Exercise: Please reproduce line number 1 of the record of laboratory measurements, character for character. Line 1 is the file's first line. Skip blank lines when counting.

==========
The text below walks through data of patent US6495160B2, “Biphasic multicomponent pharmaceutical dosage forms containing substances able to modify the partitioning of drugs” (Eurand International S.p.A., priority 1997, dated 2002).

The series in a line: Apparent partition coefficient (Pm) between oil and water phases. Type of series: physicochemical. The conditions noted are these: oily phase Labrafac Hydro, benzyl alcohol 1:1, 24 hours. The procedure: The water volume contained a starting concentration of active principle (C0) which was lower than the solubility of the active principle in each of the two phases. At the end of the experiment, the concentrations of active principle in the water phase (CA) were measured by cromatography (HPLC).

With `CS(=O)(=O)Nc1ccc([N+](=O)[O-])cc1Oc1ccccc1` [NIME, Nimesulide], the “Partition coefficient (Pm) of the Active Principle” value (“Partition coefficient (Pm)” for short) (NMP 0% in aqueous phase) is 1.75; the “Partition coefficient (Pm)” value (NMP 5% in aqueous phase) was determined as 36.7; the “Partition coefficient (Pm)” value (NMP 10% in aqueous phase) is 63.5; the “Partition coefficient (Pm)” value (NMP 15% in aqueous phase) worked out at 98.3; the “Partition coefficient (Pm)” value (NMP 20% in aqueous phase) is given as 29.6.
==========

The text below walks through data of patent US6495160B2, “Biphasic multicomponent pharmaceutical dosage forms containing substances able to modify the partitioning of drugs” (Eurand International S.p.A., priority 1997, dated 2002).